Then there is the consideration of security. Swift code for iOS is object oriented, and object-oriented programming (OOP) results in tightly documented, highly secure code. Software languages outside of native iOS, like JavaScript, rely heavily on third-party APIs and libraries, which can make code less secure than Swift’s OOP approach.

Native app development and the maintenance of the codebase can be tedious when it comes to solving bugs one at a time. But native code—especially in iOS development—is entirely documented and supported, leading to about as strong of a codebase as you’ll find in any software.

The bottom line is that Swift was created by Apple, and it is the native language of all Apple operating systems—iOS, iPadOS, tvOS, macOS, and watchOS. As such, the multiparadigm language that Swift offers is more supported and more secure for any application on any Apple device than anything produced by a third-party framework. Plus, there is a core team at Apple that is responsible for overseeing various aspects of the language. This includes a Website Workgroup, a Documentation Workgroup, a Language Workgroup and a C++ Interoperability Workgroup. For all these reasons, Swift continues to be one of the most prominent languages in software development, not to mention within apps on the App Store—and it’s our go-to for developing apps for any Apple devices.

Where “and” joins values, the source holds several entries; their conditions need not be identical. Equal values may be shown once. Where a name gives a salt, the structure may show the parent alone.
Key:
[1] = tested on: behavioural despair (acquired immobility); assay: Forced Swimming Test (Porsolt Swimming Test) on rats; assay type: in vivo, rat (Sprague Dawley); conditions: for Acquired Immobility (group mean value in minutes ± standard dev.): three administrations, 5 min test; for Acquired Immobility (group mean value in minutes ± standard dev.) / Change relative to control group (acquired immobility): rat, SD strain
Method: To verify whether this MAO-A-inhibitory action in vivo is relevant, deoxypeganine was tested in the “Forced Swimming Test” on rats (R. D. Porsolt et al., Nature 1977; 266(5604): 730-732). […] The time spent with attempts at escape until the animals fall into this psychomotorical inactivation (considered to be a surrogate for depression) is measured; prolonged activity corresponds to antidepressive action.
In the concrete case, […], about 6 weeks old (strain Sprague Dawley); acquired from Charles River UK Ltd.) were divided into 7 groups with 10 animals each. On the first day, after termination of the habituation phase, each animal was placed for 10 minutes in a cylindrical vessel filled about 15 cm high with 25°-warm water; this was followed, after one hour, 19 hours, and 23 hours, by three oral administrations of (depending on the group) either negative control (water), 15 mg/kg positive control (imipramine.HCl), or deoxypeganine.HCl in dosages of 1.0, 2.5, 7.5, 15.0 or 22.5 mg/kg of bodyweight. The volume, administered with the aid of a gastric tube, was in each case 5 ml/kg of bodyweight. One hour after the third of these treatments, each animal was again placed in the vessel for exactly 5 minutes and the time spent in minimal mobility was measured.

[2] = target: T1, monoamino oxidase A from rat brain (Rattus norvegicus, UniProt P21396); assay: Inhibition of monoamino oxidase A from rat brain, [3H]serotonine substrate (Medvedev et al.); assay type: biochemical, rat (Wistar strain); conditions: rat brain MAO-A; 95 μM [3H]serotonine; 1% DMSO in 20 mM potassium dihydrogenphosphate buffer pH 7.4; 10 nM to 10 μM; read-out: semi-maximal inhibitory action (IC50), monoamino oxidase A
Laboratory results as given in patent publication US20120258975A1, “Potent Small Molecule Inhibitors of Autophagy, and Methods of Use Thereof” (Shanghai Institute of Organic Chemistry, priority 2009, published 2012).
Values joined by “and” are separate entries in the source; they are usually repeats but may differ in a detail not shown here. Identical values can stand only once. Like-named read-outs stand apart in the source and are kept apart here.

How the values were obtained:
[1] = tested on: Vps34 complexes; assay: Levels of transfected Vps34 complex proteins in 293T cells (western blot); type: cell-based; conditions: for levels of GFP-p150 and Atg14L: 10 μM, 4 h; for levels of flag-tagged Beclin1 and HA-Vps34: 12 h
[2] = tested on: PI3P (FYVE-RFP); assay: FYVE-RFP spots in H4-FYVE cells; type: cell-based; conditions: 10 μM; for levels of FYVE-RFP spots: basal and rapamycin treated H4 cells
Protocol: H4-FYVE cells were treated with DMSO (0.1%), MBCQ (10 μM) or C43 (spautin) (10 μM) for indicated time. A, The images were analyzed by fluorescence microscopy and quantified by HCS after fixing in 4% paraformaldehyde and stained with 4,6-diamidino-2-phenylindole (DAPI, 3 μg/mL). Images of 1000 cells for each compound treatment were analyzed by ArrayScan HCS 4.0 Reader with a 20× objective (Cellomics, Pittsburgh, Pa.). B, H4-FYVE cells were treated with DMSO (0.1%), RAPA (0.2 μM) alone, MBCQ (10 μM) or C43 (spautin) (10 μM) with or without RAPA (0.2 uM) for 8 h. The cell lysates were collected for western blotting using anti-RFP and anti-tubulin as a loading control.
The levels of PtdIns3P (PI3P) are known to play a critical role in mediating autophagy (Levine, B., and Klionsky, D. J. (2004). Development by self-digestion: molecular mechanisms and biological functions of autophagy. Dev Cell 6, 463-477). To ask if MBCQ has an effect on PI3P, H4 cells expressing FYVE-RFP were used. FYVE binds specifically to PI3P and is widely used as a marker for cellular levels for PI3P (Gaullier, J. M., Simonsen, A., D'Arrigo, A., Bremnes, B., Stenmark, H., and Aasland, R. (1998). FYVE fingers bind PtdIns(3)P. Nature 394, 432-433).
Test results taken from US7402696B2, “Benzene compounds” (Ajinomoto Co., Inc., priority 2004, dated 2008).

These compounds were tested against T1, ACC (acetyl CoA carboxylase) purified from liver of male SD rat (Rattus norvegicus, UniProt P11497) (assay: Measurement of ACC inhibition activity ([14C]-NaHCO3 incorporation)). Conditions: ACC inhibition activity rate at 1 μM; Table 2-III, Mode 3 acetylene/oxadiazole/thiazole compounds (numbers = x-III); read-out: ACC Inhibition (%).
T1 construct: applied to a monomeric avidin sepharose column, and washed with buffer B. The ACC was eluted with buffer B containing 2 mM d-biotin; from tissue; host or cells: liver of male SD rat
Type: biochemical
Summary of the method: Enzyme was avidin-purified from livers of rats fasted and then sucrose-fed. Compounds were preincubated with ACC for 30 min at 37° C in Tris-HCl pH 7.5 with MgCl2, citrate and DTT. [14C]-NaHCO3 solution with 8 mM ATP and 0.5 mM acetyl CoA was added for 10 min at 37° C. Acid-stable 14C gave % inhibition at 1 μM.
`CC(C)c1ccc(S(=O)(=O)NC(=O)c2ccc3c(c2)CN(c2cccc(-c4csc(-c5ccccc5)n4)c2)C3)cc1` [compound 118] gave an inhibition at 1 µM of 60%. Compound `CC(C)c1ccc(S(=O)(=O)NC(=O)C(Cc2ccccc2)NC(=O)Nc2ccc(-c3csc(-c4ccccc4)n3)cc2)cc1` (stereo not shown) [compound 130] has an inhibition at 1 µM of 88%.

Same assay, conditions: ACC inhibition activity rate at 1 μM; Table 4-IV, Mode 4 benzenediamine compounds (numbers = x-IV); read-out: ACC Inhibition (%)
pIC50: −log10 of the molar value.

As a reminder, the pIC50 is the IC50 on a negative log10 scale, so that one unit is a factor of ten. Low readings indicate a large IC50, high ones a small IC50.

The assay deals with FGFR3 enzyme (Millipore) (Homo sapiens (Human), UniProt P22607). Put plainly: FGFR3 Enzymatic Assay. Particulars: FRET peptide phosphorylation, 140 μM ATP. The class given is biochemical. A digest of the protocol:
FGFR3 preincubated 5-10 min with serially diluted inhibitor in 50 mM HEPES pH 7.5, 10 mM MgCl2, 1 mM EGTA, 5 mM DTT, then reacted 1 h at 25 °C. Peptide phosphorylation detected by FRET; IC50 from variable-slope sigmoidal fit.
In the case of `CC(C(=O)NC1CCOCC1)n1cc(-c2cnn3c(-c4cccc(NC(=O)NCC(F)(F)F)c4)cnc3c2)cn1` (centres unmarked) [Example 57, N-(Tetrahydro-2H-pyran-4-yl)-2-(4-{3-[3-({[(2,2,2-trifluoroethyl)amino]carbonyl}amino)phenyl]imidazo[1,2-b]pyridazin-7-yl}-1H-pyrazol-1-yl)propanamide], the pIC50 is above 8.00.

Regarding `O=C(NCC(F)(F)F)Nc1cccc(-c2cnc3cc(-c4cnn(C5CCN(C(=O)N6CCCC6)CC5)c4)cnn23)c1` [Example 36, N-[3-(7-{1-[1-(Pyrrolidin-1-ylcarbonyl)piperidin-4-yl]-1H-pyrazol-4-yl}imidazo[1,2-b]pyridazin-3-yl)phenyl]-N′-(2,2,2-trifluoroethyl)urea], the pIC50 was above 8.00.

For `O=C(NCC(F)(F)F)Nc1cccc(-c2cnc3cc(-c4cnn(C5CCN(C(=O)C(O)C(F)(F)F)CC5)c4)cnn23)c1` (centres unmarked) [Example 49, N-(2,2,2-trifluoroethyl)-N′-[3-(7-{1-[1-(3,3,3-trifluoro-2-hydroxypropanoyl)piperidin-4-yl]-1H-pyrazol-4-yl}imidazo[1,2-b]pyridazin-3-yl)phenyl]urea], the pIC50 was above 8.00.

Tyler Browning

Director of Business Development

Evan Stone

Senior iOS Developer

MartianCraft is a US-based mobile software development agency. For nearly two decades, we have been building world-class and award-winning mobile apps for all types of businesses. We would love to create a custom software solution that meets your specific needs. Let's get in touch.